This is a really a short contract and the multiplicate() function is the only function that does allow a call from anyone else than the owner of the contract. At first glance it looks like by transferring more than the current balance of the contract it is possible to withdraw the full balance. Both statements in line 29 and 31 try to reinforce the idea that this.balance is somehow credited after the function is finished. This is a trap since the this.balance is updated before the multiplicate() function is called and so if(msg.value>=this.balance) is never true unless this.balance is initially zero.

It seems that someone has actually tried to call multiplicate() with 1.1 Ether. Shortly after the owner has withdrawn the full balance.

honeypot2: Gift_1_ETH

The contract has a promising name, if you want to figure out the trap yourself have a look at the code here. Also check out the transaction log … why did 0xc4126a64c546677146FfB3f3D5A6F6d5A2F94DF1 lose 1 ETH?

Analyses (!Spoiler!):

It seems that 0xc4126a64c546677146FfB3f3D5A6F6d5A2F94DF1 did everything right. First SetPass() was called to overwrite hashPass and then GetGift() to withdraw the Ether. Also the attacker made sure PassHasBeenSet() has not been called. So what went wrong?

One important piece of information in order to understand honeypot2 is to clarify what internal transactions are. They actually do not exist according to the specifications in the Ethereum Yellow Paper (see Appendix A for terminologies). Transactions can only be sent by External Actors to other External Actors or non-empty associated EVM Code accounts or what is commonly referred to as smart contracts. If smart contracts exchange value between each other then they perform a Message Call not a Transaction. The terminology used by EtherScan and other blockchain explorers can be misleading.

It’s interesting how one takes information as a given truth if the data comes from a familiar source. In this case EtherScan does not show the full picture of what happened. The assumption is that the transaction (or message call) should show up in internal transactions tab but it seems that calls from other contracts that have msg.value set to zero are not listed currently. Etherchain on the other hand shows the transaction (or message call) that called PassHasBeenSet() with the correct hash and so denying any future password reset. The attacker (in this case more of a victim) could have also been more careful and actually read the contract storage with Mythril for instance. It would have been apparent that passHasBeenSet is already set to true.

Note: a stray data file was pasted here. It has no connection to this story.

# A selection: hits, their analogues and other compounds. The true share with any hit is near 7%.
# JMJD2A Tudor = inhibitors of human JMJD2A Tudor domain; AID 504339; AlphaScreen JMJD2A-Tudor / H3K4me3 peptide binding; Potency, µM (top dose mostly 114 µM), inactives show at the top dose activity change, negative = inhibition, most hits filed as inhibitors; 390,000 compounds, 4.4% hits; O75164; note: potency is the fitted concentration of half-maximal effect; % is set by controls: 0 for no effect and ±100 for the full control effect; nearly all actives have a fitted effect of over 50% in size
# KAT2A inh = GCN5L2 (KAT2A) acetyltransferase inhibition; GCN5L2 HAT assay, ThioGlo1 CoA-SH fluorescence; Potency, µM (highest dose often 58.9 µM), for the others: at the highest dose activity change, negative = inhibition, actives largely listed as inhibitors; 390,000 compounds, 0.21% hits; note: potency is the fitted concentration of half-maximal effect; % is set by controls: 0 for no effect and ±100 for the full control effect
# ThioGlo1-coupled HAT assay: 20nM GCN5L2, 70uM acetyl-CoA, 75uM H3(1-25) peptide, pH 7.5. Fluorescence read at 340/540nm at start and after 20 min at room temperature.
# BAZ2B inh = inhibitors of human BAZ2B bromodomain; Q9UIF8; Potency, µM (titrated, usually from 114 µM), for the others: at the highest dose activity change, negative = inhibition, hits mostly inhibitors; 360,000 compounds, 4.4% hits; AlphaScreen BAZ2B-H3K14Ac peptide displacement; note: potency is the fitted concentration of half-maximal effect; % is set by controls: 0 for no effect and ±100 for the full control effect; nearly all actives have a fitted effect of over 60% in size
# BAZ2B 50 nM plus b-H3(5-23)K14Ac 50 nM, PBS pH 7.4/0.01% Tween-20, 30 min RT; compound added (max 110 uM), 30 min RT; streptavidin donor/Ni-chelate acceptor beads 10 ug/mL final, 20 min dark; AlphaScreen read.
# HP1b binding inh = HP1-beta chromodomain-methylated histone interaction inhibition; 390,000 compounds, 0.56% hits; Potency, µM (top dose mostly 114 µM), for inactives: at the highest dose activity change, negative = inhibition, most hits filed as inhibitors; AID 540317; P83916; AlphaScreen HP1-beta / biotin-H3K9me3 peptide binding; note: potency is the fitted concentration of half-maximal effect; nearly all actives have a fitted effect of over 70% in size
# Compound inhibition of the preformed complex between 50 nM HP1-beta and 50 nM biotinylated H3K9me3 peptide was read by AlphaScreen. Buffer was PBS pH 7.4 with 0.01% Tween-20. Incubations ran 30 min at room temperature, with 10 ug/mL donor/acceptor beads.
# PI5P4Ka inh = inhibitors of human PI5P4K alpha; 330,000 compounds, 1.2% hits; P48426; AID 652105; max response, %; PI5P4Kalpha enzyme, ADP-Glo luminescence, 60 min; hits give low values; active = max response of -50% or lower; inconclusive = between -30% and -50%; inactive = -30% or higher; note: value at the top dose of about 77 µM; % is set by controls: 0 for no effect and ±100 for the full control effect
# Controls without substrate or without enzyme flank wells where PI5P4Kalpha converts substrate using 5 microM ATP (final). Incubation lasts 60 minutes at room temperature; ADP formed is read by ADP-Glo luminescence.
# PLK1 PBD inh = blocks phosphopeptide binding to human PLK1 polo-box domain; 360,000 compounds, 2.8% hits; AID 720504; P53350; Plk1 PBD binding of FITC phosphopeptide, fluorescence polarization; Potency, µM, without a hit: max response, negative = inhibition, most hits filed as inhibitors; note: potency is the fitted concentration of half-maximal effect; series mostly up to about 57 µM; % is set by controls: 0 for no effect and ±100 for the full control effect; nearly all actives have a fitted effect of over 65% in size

honeypot3: TestToken

I have taken the trick from the honeypot contract WhaleGiveaway1 (see analysis) and combined it with one of my own ideas. The contract is available here on my Github. Something is missing here …

Analyses (!Spoiler!):

This contract relies on a very simple yet effective technique. It uses a lot of whitespaces to push some of the code to the right and out of the immediate visibility of the editor if horizontal scrolling is enabled (WhaleGiveaway1). When you try this locally in Remix and you purely rely on the scrolling technique like in WhaleGiveaway1 then the trick actually does not work. It would be effective if an attacker copies the code and is actually able to exploit the issue locally but then fails on the main net. This can be done using block numbers. Based on what network is used the block numbers vary significantly from the main net.

Ganache: starts from 0

Testrpc: starts from 1150000

Ropsten: a few weeks ago around 2596174

Main net: a few weeks ago around 5040270

Therefore the first if statement is only true on the main net and transfers all ETH to the owner. On the other networks the “invisible” code is not executed.

if (block.number > 5040270 ) {if (_owner == msg.sender ){_owner.transfer(this.balance);} else {throw;}}

EtherScan also had the horizontal scrolling enabled, but they deactivated it a few a few weeks ago.

TL;DR

Smart contract honeypot authors form a very interesting sub culture among a larger group of hackers trying to profit from vulnerable smart contracts. In general I would like to give anyone the following advice:

  • Be careful where you send your ETH, it could be a trap.
  • Be nice and don’t steal from people.

I have created a Github repo for honeypot smart contracts here. Should you have any honey pot contracts yourself that you want to share please feel free to push them to the repo or share them in the comments.